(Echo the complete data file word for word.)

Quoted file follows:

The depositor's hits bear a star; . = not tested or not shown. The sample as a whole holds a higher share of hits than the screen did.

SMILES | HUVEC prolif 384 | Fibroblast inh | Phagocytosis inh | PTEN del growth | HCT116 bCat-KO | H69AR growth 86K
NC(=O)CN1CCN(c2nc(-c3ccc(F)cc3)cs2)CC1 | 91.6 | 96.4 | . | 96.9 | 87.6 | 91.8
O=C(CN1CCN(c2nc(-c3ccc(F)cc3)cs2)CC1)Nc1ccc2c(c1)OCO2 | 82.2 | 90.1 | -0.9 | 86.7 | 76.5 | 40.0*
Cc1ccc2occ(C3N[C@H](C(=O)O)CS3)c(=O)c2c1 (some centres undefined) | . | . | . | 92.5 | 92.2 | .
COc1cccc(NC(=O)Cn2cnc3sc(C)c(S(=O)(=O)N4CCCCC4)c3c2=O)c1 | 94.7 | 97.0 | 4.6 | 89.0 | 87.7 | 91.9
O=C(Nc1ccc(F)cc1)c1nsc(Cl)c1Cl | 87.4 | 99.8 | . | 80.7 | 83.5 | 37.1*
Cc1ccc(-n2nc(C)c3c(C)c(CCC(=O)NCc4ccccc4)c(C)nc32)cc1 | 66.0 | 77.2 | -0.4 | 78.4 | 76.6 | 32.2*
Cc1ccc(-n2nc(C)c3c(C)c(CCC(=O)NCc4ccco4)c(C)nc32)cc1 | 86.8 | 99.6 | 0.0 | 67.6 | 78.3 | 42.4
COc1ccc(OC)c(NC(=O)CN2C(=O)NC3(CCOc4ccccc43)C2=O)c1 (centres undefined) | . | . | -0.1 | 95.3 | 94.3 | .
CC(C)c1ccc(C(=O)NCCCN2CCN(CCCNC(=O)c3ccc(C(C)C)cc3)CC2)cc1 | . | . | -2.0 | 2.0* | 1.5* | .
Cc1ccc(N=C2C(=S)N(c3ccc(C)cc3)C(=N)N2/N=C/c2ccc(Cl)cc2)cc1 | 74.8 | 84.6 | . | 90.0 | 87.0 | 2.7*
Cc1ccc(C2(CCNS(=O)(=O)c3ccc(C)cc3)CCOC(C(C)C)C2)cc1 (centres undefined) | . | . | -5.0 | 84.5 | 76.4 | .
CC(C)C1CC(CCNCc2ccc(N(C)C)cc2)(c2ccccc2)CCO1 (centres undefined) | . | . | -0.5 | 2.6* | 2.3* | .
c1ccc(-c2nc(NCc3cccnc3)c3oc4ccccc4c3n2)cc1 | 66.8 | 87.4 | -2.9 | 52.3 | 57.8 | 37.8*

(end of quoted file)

The depositor's hits bear a star; . = not tested or not shown. The sample as a whole holds a higher share of hits than the screen did.

SMILES | HUVEC prolif 384 | Fibroblast inh | Phagocytosis inh | PTEN del growth | HCT116 bCat-KO | H69AR growth 86K
NC(=O)CN1CCN(c2nc(-c3ccc(F)cc3)cs2)CC1 | 91.6 | 96.4 | . | 96.9 | 87.6 | 91.8
O=C(CN1CCN(c2nc(-c3ccc(F)cc3)cs2)CC1)Nc1ccc2c(c1)OCO2 | 82.2 | 90.1 | -0.9 | 86.7 | 76.5 | 40.0*
Cc1ccc2occ(C3N[C@H](C(=O)O)CS3)c(=O)c2c1 (some centres undefined) | . | . | . | 92.5 | 92.2 | .
COc1cccc(NC(=O)Cn2cnc3sc(C)c(S(=O)(=O)N4CCCCC4)c3c2=O)c1 | 94.7 | 97.0 | 4.6 | 89.0 | 87.7 | 91.9
O=C(Nc1ccc(F)cc1)c1nsc(Cl)c1Cl | 87.4 | 99.8 | . | 80.7 | 83.5 | 37.1*
Cc1ccc(-n2nc(C)c3c(C)c(CCC(=O)NCc4ccccc4)c(C)nc32)cc1 | 66.0 | 77.2 | -0.4 | 78.4 | 76.6 | 32.2*
Cc1ccc(-n2nc(C)c3c(C)c(CCC(=O)NCc4ccco4)c(C)nc32)cc1 | 86.8 | 99.6 | 0.0 | 67.6 | 78.3 | 42.4
COc1ccc(OC)c(NC(=O)CN2C(=O)NC3(CCOc4ccccc43)C2=O)c1 (centres undefined) | . | . | -0.1 | 95.3 | 94.3 | .
CC(C)c1ccc(C(=O)NCCCN2CCN(CCCNC(=O)c3ccc(C(C)C)cc3)CC2)cc1 | . | . | -2.0 | 2.0* | 1.5* | .
Cc1ccc(N=C2C(=S)N(c3ccc(C)cc3)C(=N)N2/N=C/c2ccc(Cl)cc2)cc1 | 74.8 | 84.6 | . | 90.0 | 87.0 | 2.7*
Cc1ccc(C2(CCNS(=O)(=O)c3ccc(C)cc3)CCOC(C(C)C)C2)cc1 (centres undefined) | . | . | -5.0 | 84.5 | 76.4 | .
CC(C)C1CC(CCNCc2ccc(N(C)C)cc2)(c2ccccc2)CCO1 (centres undefined) | . | . | -0.5 | 2.6* | 2.3* | .
c1ccc(-c2nc(NCc3cccnc3)c3oc4ccccc4c3n2)cc1 | 66.8 | 87.4 | -2.9 | 52.3 | 57.8 | 37.8*